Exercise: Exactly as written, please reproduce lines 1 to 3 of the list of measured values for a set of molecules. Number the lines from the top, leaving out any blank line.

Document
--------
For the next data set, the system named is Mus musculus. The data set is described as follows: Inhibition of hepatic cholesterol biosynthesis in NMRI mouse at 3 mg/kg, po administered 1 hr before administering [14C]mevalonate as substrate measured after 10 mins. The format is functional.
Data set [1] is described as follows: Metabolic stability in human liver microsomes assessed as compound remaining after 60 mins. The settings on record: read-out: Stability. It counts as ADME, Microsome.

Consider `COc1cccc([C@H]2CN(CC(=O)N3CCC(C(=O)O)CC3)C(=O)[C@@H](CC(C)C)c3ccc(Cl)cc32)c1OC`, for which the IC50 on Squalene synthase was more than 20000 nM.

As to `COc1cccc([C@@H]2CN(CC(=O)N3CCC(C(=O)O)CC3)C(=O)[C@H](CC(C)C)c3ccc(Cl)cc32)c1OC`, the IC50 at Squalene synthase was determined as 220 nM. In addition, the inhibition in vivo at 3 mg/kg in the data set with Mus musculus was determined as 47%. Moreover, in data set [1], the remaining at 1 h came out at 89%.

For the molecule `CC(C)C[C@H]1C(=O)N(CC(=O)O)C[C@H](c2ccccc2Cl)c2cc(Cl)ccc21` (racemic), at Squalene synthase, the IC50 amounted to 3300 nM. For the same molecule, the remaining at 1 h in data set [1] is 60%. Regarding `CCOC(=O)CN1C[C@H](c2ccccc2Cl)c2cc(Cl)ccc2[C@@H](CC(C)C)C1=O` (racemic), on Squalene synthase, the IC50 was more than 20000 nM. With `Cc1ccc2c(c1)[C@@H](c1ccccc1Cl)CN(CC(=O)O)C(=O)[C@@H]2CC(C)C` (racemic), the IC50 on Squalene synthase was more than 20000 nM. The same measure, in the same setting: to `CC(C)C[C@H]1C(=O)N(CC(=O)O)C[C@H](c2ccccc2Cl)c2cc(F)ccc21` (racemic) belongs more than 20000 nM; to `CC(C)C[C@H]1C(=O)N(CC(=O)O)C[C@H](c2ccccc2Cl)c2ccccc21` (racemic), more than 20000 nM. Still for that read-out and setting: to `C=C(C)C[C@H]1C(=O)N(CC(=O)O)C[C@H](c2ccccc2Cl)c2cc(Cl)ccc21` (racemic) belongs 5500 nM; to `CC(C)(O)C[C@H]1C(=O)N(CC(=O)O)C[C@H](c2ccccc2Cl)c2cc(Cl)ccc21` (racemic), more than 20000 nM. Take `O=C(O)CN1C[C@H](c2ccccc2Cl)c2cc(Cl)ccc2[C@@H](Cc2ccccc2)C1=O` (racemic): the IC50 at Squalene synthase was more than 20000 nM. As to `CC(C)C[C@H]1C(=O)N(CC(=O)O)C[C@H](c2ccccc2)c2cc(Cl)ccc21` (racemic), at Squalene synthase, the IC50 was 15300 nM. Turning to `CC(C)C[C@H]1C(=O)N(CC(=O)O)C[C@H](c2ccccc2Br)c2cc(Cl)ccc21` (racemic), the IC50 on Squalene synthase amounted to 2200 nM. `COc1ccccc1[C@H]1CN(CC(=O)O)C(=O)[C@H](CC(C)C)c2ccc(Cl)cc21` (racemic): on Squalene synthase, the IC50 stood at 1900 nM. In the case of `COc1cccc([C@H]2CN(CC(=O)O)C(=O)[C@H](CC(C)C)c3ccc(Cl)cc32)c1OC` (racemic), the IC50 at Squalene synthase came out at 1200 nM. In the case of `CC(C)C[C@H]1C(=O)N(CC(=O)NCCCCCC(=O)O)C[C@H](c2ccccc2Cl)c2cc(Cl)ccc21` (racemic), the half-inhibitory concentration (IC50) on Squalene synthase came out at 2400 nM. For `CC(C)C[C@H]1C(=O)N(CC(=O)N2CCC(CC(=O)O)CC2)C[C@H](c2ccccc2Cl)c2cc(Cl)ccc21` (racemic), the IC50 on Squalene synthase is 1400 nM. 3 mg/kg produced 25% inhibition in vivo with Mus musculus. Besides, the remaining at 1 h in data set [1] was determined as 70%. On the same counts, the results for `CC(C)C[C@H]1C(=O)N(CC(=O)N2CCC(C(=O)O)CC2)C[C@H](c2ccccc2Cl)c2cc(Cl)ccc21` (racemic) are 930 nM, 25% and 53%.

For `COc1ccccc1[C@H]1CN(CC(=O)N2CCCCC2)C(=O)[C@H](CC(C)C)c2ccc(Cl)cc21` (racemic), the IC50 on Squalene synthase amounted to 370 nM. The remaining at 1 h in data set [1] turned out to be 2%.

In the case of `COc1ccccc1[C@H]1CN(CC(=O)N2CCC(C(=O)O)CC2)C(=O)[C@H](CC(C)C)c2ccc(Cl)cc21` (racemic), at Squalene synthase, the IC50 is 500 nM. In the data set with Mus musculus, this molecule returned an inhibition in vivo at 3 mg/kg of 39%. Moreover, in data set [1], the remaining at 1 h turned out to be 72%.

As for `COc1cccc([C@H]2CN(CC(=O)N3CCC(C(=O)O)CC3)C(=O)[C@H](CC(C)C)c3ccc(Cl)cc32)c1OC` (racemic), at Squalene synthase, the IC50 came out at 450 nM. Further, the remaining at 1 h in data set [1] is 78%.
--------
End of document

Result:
For the next data set, the system named is Mus musculus. The data set is described as follows: Inhibition of hepatic cholesterol biosynthesis in NMRI mouse at 3 mg/kg, po administered 1 hr before administering [14C]mevalonate as substrate measured after 10 mins. The format is functional.
Data set [1] is described as follows: Metabolic stability in human liver microsomes assessed as compound remaining after 60 mins. The settings on record: read-out: Stability. It counts as ADME, Microsome.

Consider `COc1cccc([C@H]2CN(CC(=O)N3CCC(C(=O)O)CC3)C(=O)[C@@H](CC(C)C)c3ccc(Cl)cc32)c1OC`, for which the IC50 on Squalene synthase was more than 20000 nM.